It’s been a lean few years for the Kiwi club who have missed the Finals Series in each of the last three seasons and finished second-last in two of those campaigns.

But it’s not only results Rudan wants to improve. He is also keen to rejuvenate the culture and implement a clear vision to hold the club in good stead for years to come.

“I expect the players to behave a certain way. It’s not easy to change habits, it takes time, but the players have certainly bought into it and there has been significant transformation in behaviours and habits already,” Rudan said.

“I’m happy with how it’s going but we still have a way to go to improve. There are certain exercises, on and off the park, that you can implement to help that process come along quicker.

“The players certainly understand what it takes to win, what winning is all about. It’s about instilling that belief and confidence both individually and collectively.

“Ability is important obviously but it’s the player’s character that fuels and drives high performance.

“As the old saying goes ‘you’re only as strong as your weakest link’. When you’re trying to create a successful, unified environment, it takes only one player to dismantle it and bring it all down.

“There’s a real synergy about our football club this year. The players are really enjoying coming to training every day and being around each other.

“It’s a real family atmosphere in our dressing room. You can feel it, you can see it!”

Proving the doubters wrong


The perception of the Phoenix over the last few years is they have the talent, on their day, to beat some of the best teams in the competition.

But producing their best form consistently has proved difficult.

It’s for that reason Rudan knows Wellington will head into the Hyundai A-League 2018/19 season as rank outsiders.

There won’t be many experts tipping the club to break their finals drought. And that’s just the way Rudan likes it.

“It’s the same every year and that’s not a problem. It certainly does drive us. I don’t need to say it to the players too often,” he laughed.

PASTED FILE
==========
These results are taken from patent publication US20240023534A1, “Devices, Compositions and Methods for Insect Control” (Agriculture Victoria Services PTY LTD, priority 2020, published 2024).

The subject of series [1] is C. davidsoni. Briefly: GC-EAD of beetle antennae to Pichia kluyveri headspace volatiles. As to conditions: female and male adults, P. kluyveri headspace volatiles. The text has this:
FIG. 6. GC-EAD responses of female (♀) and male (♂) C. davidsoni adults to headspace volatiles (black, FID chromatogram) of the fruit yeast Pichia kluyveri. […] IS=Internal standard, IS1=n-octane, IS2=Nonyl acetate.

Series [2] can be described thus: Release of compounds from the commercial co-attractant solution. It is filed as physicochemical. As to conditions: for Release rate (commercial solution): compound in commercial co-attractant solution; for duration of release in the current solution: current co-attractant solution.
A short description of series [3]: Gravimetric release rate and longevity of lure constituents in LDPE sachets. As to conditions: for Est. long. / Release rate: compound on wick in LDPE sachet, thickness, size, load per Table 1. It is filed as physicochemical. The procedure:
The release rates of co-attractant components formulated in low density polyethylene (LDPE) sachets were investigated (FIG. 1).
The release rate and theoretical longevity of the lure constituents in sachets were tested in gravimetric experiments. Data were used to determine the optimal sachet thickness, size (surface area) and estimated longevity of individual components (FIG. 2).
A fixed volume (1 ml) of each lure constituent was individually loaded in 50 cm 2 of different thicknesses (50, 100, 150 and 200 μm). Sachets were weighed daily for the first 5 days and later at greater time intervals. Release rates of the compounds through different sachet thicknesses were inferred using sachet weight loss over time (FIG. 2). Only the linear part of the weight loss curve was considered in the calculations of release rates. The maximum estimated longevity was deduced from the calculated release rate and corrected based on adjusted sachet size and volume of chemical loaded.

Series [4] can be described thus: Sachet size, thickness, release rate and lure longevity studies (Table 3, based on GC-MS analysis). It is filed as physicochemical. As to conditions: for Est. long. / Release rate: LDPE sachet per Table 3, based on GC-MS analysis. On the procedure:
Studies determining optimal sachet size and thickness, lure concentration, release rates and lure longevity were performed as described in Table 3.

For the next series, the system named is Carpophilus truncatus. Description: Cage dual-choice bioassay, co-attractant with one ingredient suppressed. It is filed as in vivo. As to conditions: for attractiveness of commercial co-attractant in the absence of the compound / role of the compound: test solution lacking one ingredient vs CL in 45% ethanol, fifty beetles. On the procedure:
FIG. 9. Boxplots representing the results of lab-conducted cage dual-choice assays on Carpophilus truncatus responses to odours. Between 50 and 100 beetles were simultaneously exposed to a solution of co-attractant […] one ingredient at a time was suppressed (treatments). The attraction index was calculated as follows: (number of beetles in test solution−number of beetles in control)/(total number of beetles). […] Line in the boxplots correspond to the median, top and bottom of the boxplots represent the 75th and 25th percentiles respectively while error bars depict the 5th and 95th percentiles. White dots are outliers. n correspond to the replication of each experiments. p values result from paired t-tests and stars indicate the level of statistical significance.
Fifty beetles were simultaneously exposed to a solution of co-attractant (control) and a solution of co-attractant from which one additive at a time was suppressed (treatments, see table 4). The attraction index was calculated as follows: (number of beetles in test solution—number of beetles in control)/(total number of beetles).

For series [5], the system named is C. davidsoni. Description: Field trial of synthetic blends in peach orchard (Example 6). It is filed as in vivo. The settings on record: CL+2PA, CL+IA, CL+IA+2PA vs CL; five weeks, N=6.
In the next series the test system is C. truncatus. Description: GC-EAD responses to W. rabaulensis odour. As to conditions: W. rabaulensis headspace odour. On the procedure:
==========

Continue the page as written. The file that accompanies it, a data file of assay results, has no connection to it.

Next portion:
“What is imperative is we focus on ourselves to work really hard to improve individually as well as a team.

“From day one I’ve been extremely proud of the players with their work ethic, attitude and buying into what we’re trying to do here.

“It’s about creating a strong, engaged environment which helps my players, my entire team, to improve every day both on and off the field.

“One thing that can be assured, expect to see a team that takes the meaning of the word ‘competitiveness’ to the next level. Our team will sustain a heightened level of play and intensity over the entire 90 minutes.

“We’re capable of taking this football club to where it’s never been, we’re here to create history. Our fans deserve it, our players deserve it, our club deserves it.”

Kick It For Brain Cancer

Away from the field, Rudan faced a different challenge all together in September 2017 when his mother was diagnosed with a rare form of brain cancer. Since then, his family have rallied to raise funds and awareness for the Cure Brain Cancer Foundation.

For the first time, Round 26 of the Hyundai A-League 2018/19 season will be dedicated to furthering the cause.

"My sister and I were passionate about raising awareness and much-needed funding for a disease that kills more people under the age of 40 than any other, so we decided to do something about it," he said.

"We formed a relationship with Cure Brain Cancer Foundation and the FFA to create the first ever Kick It For Brain Cancer Round in the A-League at the back end of the season. It's an event that will begin this coming season and continue every other season moving forward."

Find out more about Kick It For Brain Cancer and donate here